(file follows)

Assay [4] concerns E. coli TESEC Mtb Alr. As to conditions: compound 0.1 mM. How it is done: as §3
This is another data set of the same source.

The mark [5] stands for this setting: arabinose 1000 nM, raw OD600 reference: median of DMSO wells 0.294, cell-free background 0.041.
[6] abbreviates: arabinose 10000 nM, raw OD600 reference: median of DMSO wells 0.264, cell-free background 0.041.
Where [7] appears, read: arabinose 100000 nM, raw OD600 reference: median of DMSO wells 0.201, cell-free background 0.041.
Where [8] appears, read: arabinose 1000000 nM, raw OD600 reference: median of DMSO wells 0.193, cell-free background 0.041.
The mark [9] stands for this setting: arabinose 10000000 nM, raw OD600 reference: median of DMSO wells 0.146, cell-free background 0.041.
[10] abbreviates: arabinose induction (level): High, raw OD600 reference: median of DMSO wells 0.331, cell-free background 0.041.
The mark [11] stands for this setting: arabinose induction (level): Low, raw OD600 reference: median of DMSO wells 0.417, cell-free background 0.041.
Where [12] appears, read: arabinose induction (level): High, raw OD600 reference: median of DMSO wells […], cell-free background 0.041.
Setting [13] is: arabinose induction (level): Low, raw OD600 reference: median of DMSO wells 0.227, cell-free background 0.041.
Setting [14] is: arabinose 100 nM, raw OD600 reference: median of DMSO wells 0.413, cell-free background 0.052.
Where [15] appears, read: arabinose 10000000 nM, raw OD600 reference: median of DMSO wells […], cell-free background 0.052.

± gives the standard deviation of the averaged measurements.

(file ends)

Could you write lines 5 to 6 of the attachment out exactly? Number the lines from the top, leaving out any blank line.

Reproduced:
Where [7] appears, read: arabinose 100000 nM, raw OD600 reference: median of DMSO wells 0.201, cell-free background 0.041.
Where [8] appears, read: arabinose 1000000 nM, raw OD600 reference: median of DMSO wells 0.193, cell-free background 0.041.